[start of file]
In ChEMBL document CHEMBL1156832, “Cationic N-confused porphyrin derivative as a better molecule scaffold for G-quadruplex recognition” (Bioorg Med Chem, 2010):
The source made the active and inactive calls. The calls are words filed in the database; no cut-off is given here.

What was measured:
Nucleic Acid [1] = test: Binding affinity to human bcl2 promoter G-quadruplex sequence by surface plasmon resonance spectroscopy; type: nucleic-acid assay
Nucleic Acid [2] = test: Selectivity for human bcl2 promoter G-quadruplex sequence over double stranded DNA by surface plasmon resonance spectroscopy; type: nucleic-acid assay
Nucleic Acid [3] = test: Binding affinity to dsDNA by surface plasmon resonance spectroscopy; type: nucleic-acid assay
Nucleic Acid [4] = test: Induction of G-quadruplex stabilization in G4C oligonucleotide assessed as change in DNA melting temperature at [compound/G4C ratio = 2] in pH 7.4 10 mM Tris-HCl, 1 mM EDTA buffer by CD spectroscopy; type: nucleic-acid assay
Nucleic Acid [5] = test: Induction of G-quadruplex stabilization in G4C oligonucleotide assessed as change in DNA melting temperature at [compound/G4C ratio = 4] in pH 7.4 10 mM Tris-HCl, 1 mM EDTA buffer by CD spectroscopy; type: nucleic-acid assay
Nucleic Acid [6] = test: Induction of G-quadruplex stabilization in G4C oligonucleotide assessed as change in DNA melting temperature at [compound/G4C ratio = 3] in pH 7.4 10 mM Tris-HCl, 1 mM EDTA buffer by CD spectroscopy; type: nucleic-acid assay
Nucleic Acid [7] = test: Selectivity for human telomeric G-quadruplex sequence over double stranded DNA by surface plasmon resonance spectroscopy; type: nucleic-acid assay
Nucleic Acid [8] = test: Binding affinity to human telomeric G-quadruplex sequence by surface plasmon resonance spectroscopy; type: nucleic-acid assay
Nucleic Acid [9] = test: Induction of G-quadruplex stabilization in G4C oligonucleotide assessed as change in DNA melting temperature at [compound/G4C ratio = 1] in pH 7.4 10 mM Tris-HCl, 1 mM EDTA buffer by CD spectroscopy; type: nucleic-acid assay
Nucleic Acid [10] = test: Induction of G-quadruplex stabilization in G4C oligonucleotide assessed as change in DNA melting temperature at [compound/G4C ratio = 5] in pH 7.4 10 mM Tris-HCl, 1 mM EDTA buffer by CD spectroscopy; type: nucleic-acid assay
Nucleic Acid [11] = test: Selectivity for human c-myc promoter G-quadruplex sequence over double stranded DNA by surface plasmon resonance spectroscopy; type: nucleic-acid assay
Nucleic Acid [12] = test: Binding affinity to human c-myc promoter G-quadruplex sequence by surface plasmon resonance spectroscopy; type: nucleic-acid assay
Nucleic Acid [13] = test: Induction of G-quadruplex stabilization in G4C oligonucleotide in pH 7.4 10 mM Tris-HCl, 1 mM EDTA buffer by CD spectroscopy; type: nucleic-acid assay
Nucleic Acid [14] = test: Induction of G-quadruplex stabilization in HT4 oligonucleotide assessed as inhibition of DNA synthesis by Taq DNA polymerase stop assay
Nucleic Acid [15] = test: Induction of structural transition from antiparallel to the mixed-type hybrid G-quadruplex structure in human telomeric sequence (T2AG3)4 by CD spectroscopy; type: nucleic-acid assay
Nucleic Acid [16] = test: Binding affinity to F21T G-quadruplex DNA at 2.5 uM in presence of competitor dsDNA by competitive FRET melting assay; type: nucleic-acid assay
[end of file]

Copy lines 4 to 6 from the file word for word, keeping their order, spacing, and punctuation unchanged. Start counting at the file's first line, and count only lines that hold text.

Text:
Nucleic Acid [1] = test: Binding affinity to human bcl2 promoter G-quadruplex sequence by surface plasmon resonance spectroscopy; type: nucleic-acid assay
Nucleic Acid [2] = test: Selectivity for human bcl2 promoter G-quadruplex sequence over double stranded DNA by surface plasmon resonance spectroscopy; type: nucleic-acid assay
Nucleic Acid [3] = test: Binding affinity to dsDNA by surface plasmon resonance spectroscopy; type: nucleic-acid assay